Why Physical Touch Matters For Your Health And Immunity

Written by Reshma Pathare on Sat, 02 December 2023


We all positively connect to others through physical contact. Whether it is an embrace, a hug, or a shoulder pat, physical touch plays an important role in our efforts to show consideration and affection to our friends and family.

Why is physical touch important?

Infants cling, suckle, and rest on their caregivers for better emotional, mental, and physical health. The senses of touch and hearing are the first to develop, so infants learn a great deal about communication through these senses when they are in the early months of their lives. The effects of gentle maternal cuddling on premature babies have been linked to better weight gain and improved heart rate regulation.

Throughout our lives, touch remains a vital component of our social and emotional development. Skin is the largest organ in our bodies, and it transmits both good and bad sensations to the brain. When a person is hugged or experiences positive touch, the brain releases a hormone that makes us feel good and increases positivity. Alternatively, a lack of physical contact can result in stress, anxiety, and depression. When you are stressed, your body releases a hormone called cortisol. Too much of it can cause your heart rate, blood pressure, muscle tension, and breathing rate to spike, affecting your immune system and digestion.

The science of touch

Touch signals are communicated to our sensory neurons by our skin. In the outermost layer of the skin, keratinocyte cells proliferate in billions. Sensory nerves are activated by keratinocytes, and the brain receives touch sensations as a result. By hugging or touching someone, our brain releases oxytocin, a neuropeptide that makes us feel good, increases feelings of trust and emotional connection, and soothes fear and anxiety. For this reason, oxytocin is affectionately known as the "cuddle hormone".

How does touch starvation affect your immunity?

When physical contact is limited or completely absent, people suffer from touch starvation or touch deprivation. Touch starvation increases stress, anxiety, and depression levels due to the physiological changes it triggers. As a result of chronic stress, our bodies release the hormone cortisol, which activates the flight-or-fight response. Stress, depression, or isolation can even cause people to experience sleep problems. Conditions like heart attacks, diabetes, hypertension, and asthma can all be affected by anxiety, depression, or mental health issues. The prolonged absence of positive physical touch can even lead to post-traumatic stress disorder.

Touch starvation and senior citizens

Touch triggers a variety of physiological, emotional, and behavioural responses. Our need for physical contact might vary as we age, however, the positive feelings touch evokes don't. Seniors receive the least physical contact of all age groups. When spending time with someone who is elderly, keep this in mind. Regardless of age, we all appreciate being held, having our shoulders rubbed, or being hugged. This affectionate feeling can make a huge difference in a senior's life.

How to identify if you are touch starved?

Touch starvation cannot be diagnosed definitively. The symptoms can also include feeling depressed, lonely, and deprived of affection. Anxiety, depression, and stress may also accompany the symptoms. A variety of negative physiological effects may result from this.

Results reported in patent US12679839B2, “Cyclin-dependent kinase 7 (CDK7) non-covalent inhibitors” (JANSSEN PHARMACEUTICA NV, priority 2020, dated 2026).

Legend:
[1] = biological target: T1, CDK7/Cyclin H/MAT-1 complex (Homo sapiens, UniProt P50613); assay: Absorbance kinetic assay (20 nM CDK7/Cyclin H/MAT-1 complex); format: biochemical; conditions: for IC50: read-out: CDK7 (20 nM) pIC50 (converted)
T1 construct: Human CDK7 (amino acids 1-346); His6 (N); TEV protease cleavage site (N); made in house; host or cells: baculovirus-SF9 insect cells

Touch starvation: what you can do.

Even when you are unable to physically interact with others, you can combat the effects of touch starvation:

  • Join an online class or exercise program: Human touch is not fully replaced by video calls, but they allow us to see and hear what others are saying. This may help ease some touch starvation symptoms. You can interact in a friendly environment while taking yoga or workout classes online, creating a less lonely environment.
  • Music and movement: Activities like these can boost your oxytocin levels by improving your mood, focus, and motivation.
  • Sleep with a body pillow: A body pillow mimics the feeling of cuddling and hugging another person. By sleeping with one, you can reduce stress and release oxytocin.
  • Having pets as companions. Playing with your pet, even though they aren't humans, can help you relax. It may alleviate certain symptoms of touch deprivation since it's a form of interaction. Dog owners who caress their pets experience a peak in oxytocin levels.
  • Schedule a massage: Besides its therapeutic effects for specific ailments, massage can produce feelings of care, comfort, and connection for some people. This makes it a good option for those who seek physical contact.

In addition to subconsciously simulating touch, you may also do things such as take long showers or baths, wrap up in blankets, or even hold on to a pet. Physical touch is lacking for many of us at the moment, and considering the science, it's important to decrease the negative feelings caused by isolation.


Reshma Pathare

Reshma Kulkarni-Pathare has been a self-employed media professional since 1999. Starting off as a Freelance Journalist for Times of India Thane Plus, Reshma went onto write for more than 45 national and international publications including Times of India, New Woman, Femina, Indian Express, The Hindu, BBC Good Homes and many more. While her forte has been lifestyle writing, she is equally proficient in writing health articles. Her health articles have been published in Health International (Dubai), New Woman, Femina, and Mother & Baby.

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Current Version

Dec, 02 2023

Written By

Reshma Pathare